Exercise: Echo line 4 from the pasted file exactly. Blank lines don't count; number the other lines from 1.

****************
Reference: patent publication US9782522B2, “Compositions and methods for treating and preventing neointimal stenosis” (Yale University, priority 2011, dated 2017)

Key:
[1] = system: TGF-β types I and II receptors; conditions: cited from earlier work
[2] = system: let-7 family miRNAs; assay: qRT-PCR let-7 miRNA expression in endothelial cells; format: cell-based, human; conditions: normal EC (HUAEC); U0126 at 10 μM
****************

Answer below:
[2] = system: let-7 family miRNAs; assay: qRT-PCR let-7 miRNA expression in endothelial cells; format: cell-based, human; conditions: normal EC (HUAEC); U0126 at 10 μM